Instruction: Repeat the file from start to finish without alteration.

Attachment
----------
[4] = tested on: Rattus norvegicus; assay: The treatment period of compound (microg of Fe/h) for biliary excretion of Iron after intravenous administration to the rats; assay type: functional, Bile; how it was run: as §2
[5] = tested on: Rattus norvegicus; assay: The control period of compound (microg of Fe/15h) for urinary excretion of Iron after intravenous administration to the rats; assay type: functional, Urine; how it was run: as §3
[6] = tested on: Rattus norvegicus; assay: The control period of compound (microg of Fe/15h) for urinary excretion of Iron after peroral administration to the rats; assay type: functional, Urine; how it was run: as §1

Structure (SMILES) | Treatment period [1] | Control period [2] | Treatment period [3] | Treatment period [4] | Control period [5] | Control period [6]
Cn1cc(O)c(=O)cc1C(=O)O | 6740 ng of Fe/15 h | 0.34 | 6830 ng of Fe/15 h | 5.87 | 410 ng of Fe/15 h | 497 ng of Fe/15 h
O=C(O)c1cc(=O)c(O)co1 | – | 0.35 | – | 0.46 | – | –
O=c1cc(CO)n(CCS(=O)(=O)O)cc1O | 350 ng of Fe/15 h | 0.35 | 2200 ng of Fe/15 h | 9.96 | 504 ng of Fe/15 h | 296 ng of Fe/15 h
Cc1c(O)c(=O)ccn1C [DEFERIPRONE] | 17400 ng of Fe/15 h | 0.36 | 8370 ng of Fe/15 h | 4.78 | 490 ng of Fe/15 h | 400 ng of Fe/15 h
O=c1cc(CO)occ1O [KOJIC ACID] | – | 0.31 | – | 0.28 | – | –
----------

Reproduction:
[4] = tested on: Rattus norvegicus; assay: The treatment period of compound (microg of Fe/h) for biliary excretion of Iron after intravenous administration to the rats; assay type: functional, Bile; how it was run: as §2
[5] = tested on: Rattus norvegicus; assay: The control period of compound (microg of Fe/15h) for urinary excretion of Iron after intravenous administration to the rats; assay type: functional, Urine; how it was run: as §3
[6] = tested on: Rattus norvegicus; assay: The control period of compound (microg of Fe/15h) for urinary excretion of Iron after peroral administration to the rats; assay type: functional, Urine; how it was run: as §1

Structure (SMILES) | Treatment period [1] | Control period [2] | Treatment period [3] | Treatment period [4] | Control period [5] | Control period [6]
Cn1cc(O)c(=O)cc1C(=O)O | 6740 ng of Fe/15 h | 0.34 | 6830 ng of Fe/15 h | 5.87 | 410 ng of Fe/15 h | 497 ng of Fe/15 h
O=C(O)c1cc(=O)c(O)co1 | – | 0.35 | – | 0.46 | – | –
O=c1cc(CO)n(CCS(=O)(=O)O)cc1O | 350 ng of Fe/15 h | 0.35 | 2200 ng of Fe/15 h | 9.96 | 504 ng of Fe/15 h | 296 ng of Fe/15 h
Cc1c(O)c(=O)ccn1C [DEFERIPRONE] | 17400 ng of Fe/15 h | 0.36 | 8370 ng of Fe/15 h | 4.78 | 490 ng of Fe/15 h | 400 ng of Fe/15 h
O=c1cc(CO)occ1O [KOJIC ACID] | – | 0.31 | – | 0.28 | – | –